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Conversing with Death




Conversing with Death is now available on live video. This modern ability to teach professionals in the convenience of their own homes and offices anywhere in the US is an excellent way to learn about a unique existential method hard to come by even in our educational systems. The professional will gain a basic understanding of Conversing with Death and experience exercises carefully designed to bring her closer to mental and emotional patterns common in end of life care. More than a simple intellectual conversation about death, isn't it? At the end of the workshop, the trained caregiver will not only gain insight into personal questions about life and death, but also deepen her professional experience with patients or clients. Truly a must for clergy, counselors, psychologists, social workers, physicians, and nurses. Cost: $220 for a group setting (minimum of four) or $95 for an individual. Time: 75-minutes.

Learn more by visiting the website Kevin Quiles Psychotherapy



Want to learn more from Kevin Quiles? 

Kevin has also authored 2 online continuing nurse education courses for hospice caregivers.  Click on the course title to learn more about each course, purchase and begin.

The Role of the Hospice Caregiver

Whether one is moving into the field of hospice for the first time or is well-seasoned as a professional caregiver, he or she has a significant chance of encountering some surprising hindrances that could mentally eradicate the caregiver’s emotional balance.

This online course reevaluates the basic understanding of caregiving to achieve balance in this altruistic trade and provides the necessary tools to help the caregiver maintain a healthy balance in the field while providing quality service to patients and their family members.

The Spiritual and Religious Makeup of the Hospice Caregiver

The purpose of this course is to examine how the healthcare professional’s spiritual and religious makeup influences the role he or she plays in the field of hospice. In studying the fabric of knowledge that transcends science, the course neither labels one religion or practice as good or bad, nor does it deny any claims of spiritual experiences or awakenings. The primary objective of this course is to lay credence to the psychological and cultural factors on spiritual and religious development, and to understand its strengths and limitations as it interacts with the prioritizing value hospice takes in serving a religiously diverse community. Questions the study will entertain here are as follows:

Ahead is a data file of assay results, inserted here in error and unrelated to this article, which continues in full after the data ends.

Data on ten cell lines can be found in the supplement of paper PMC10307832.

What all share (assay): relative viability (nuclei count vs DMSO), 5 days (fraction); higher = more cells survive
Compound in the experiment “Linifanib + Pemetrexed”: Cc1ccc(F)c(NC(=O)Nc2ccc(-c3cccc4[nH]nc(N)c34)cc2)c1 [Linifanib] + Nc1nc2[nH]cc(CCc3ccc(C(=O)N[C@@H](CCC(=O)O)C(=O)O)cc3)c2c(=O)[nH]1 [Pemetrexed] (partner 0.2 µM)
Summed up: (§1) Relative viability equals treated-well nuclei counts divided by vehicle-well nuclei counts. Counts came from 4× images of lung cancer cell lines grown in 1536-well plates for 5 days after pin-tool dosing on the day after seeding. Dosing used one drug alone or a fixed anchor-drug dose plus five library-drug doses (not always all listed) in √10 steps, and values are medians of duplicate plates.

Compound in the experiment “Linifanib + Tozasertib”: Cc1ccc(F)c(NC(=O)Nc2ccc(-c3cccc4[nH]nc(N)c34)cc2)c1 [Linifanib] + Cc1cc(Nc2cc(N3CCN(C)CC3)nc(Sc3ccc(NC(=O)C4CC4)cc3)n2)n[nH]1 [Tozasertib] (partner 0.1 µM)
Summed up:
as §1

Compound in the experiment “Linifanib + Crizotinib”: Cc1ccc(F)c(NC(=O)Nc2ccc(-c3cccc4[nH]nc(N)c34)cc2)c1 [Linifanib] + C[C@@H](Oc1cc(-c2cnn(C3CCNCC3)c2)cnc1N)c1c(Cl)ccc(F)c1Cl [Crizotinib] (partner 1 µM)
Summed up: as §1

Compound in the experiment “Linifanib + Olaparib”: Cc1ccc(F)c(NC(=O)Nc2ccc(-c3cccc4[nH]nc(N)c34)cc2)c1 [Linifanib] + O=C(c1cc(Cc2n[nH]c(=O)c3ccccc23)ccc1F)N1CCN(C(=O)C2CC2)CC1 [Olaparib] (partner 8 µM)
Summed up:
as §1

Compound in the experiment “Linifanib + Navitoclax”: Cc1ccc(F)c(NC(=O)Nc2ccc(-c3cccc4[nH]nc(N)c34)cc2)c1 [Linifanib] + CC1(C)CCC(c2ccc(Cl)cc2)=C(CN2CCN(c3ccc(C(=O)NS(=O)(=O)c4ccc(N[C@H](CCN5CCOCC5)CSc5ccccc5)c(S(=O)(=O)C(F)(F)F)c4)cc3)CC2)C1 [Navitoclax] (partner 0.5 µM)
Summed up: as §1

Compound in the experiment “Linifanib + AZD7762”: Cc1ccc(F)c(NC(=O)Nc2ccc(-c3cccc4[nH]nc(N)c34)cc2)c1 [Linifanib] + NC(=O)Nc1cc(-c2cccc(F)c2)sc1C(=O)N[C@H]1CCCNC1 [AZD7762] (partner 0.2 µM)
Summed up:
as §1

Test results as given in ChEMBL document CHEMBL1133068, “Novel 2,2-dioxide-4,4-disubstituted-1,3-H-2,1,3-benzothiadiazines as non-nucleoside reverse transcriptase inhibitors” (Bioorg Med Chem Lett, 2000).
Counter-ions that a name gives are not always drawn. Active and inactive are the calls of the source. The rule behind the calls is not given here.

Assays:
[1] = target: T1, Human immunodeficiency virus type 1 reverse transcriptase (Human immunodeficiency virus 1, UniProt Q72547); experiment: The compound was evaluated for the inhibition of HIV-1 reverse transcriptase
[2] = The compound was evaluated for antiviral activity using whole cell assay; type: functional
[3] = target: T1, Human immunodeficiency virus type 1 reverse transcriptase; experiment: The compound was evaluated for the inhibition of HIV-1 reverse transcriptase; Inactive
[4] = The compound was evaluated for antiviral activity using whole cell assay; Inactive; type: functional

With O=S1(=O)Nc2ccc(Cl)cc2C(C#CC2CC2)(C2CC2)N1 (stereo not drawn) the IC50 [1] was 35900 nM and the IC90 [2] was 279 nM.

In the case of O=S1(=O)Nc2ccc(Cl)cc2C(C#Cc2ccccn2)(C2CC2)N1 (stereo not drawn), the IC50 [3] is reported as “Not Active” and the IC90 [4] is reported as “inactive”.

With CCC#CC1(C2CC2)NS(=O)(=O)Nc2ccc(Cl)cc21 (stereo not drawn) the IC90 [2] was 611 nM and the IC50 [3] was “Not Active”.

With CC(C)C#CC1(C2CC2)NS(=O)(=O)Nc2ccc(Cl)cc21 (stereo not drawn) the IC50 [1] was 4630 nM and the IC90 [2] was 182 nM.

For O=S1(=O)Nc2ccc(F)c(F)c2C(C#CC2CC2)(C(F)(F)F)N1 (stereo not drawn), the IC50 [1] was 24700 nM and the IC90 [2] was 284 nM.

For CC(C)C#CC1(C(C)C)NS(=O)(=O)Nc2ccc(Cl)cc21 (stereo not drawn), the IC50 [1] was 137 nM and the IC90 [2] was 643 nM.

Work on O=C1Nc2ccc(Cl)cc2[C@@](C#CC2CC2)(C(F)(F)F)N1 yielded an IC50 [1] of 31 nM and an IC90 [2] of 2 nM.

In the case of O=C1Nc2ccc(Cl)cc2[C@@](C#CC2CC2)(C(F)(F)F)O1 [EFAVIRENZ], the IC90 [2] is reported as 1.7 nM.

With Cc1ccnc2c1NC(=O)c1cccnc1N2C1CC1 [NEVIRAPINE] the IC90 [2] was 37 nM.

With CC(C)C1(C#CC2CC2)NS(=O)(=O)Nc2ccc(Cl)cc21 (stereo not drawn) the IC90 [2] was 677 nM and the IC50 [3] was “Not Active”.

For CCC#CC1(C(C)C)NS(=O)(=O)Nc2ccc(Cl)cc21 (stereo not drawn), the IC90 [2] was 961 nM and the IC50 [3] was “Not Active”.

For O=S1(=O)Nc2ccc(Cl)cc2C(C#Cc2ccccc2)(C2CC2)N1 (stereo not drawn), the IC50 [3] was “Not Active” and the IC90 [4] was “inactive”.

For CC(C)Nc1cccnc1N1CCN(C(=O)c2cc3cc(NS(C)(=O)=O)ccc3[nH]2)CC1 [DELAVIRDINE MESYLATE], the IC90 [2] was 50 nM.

• How do the professional’s absolute beliefs come about in the first place? Here the development of religious or spiritual ideas is explored only from cultural and psychological perspectives.
  • Are there strengths and limitations to any one perceived universal spiritual or religious belief as it works alongside an organizations’ mindset to deliver equal care to all faiths?
  • How can the professional work around an organization’s mission to a religiously or spiritually diverse community without feeling like he or she has compromised convictions?

While the subject of spirituality or religion is often handed down in hospice to the chaplain, every discipline is still at the forefront of the tugs and pulls fueled by one’s set of beliefs. Thus while this course can benefit all the disciplines, including the chaplain, the audience here is primarily the licensed nurse.


Posted: 2/6/2018 6:15:12 AM
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